Something that used to differentiate senior year for students here at Goshen was the excitement of living off campus or taking on the challenge of cooking all of their own meals. These privileges are being revoked starting with the class of 2024, leaving next year’s seniors with a much higher bill awaiting them.For the past several years, most seniors have been granted the “senior discount”: 30% off room and board and the ability to opt out of a meal plan. This year, the plan was renamed the “bridge discount” — something that ResLife put a lot of emphasis on, in spite of the fact that almost no current students qualify for this discount for the coming school year.
Being required to have a meal plan was a frustrating change for me, so I decided to do some research into the proposed ‘value’ of meal plans. Surprise, surprise: they’re a bad value pretty much no matter what you compare them to. Let’s break it down:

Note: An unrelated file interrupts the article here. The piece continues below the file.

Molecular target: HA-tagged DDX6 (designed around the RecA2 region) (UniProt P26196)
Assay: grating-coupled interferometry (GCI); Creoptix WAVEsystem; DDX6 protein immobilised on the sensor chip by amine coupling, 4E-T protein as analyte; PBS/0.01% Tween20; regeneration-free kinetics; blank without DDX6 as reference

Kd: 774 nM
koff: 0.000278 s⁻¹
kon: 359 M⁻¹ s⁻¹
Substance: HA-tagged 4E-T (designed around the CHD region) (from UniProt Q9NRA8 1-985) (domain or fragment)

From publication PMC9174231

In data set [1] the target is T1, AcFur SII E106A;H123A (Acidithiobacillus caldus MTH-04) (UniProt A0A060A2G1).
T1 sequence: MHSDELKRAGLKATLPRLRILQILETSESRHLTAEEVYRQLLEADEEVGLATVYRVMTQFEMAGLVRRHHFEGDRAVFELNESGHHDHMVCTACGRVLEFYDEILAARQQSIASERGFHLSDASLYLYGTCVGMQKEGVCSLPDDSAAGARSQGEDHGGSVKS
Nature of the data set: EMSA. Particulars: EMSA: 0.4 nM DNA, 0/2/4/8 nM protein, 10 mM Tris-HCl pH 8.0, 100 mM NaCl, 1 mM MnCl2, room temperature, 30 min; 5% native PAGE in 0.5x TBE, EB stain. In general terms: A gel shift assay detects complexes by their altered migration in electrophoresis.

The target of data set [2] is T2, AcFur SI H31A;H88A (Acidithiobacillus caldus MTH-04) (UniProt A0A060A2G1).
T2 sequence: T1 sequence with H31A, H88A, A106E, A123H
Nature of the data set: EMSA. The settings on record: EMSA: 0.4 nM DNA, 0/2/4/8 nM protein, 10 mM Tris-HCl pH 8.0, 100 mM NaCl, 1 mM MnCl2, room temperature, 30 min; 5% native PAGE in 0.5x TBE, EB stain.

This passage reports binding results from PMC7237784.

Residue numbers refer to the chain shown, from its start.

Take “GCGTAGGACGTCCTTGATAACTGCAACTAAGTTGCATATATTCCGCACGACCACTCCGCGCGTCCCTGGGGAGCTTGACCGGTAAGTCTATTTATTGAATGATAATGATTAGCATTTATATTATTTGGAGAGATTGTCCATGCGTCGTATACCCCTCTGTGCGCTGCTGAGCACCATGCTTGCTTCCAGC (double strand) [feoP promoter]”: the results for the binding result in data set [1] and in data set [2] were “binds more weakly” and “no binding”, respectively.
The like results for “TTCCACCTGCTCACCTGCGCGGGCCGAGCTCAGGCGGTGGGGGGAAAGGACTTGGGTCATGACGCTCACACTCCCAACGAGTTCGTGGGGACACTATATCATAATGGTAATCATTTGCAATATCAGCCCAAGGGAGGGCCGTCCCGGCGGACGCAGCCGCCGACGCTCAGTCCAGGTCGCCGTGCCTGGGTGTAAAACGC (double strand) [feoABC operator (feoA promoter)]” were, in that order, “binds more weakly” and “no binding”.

The unlimited plan costs $2,555 and values meals at $7.51 per meal, in the best case scenario (three meals a day, seven days a week, all sixteen weeks of the semester).
The 65-block plan, standard for juniors and seniors, costs $1,050 and values meals at $14.31 each.
The 30-block plan, now only available to commuters, costs $465 and values meals at $11.67 each.
Pretty bad, right? But even worse, AVI publishes the “costs” of their meals in terms of both munch money and cash, so there’s a direct comparison. A dinner (the most expensive meal) purchased with munch money will run you $8.35, or $11.74 with cash — making the 65-block meal plan an objectively bad deal compared to buying each meal individually, and the 30-block doesn’t fare much better.
We aren’t the first students faced with this problem: a Record opinion article from 2009 also complained about meal plan prices, but their meal plans were more reasonable compared to ours. The closest meal plan to our current 65-block cost $920 ($1,305 with inflation) and included $185 ($262) of Munch Money and 80 meals, giving a meal cost of $9.19 ($12.75 with inflation).
With the removal of the senior discount and even fewer options for residential students, it’s clear that something needs to change. The recent housing protests have given a voice to the students and it is our responsibility to continue to use that to create change on this institution that is intended to serve us.